It's Hard to Be Hip Over Thirty

It's Hard to Be Hip Over ThirtyThe Honeymoon Is OverAnd He Has Left For WorkWhistling Something Obvious From La BohemeAnd Carrying A Brown Calfskin Attache CaseI Never Dreamed He Was Capable Of Owning,Having Started The DayWith Ten Pushups And A Cold ShowerFollowed By A Hearty Breakfast What Do We Actually Have In Common The Honeymoon Is OverAnd I Am Dry Mopping The FloorIn A Green Dacron Dry Mopping Outfit From Saks,Wondering Why I M Not Dancing In The Dark,Or Rejecting Princes,Or Hearing People Gasp At My One Man Show,My God, So Beautiful And So Gifted The Trouble Is I Never Knew A Prince

Judith Viorst is the author of several works of fiction and non fiction for children as well as adults Alexander and the Terrible, Horrible, No Good, Very Bad Day, her most famous children s book, was first published in 1972 and has since sold over two million copies Ms Viorst received a B.A in History from Rutgers University, and she is also a graduate of the Washington Psychoanalytic Institu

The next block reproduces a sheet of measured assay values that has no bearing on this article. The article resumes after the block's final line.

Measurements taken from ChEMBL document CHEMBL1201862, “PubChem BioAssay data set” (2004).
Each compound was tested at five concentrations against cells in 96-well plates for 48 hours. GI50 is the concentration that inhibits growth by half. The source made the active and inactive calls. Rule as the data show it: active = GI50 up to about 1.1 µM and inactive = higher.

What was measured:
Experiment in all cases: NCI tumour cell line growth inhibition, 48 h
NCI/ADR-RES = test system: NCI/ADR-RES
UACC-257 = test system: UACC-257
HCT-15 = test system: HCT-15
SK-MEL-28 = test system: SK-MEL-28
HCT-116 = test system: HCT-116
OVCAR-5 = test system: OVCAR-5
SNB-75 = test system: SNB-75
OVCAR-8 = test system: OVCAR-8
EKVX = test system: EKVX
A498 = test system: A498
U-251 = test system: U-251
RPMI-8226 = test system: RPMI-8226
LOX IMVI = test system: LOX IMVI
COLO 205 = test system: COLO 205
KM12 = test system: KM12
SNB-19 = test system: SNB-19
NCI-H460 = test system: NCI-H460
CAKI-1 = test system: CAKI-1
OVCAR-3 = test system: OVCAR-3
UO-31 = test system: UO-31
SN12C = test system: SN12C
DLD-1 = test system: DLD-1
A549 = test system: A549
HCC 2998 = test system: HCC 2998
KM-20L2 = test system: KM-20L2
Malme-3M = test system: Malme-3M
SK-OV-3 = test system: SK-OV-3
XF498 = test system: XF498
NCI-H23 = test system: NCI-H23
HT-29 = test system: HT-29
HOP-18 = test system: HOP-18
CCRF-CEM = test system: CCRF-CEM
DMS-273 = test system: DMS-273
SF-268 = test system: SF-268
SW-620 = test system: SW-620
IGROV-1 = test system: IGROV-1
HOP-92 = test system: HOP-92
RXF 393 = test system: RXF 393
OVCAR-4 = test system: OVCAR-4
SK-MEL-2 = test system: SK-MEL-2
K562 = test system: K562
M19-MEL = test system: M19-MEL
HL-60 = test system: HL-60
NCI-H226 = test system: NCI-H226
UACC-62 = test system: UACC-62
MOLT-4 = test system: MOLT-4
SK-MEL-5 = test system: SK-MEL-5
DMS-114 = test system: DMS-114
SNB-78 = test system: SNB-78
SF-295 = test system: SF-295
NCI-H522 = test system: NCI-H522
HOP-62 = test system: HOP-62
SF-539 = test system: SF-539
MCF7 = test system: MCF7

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  • Paperback
  • 107 pages
  • It's Hard to Be Hip Over Thirty
  • Judith Viorst
  • English
  • 03 May 2019
  • 9781903155011

10 thoughts on “It's Hard to Be Hip Over Thirty

  1. says: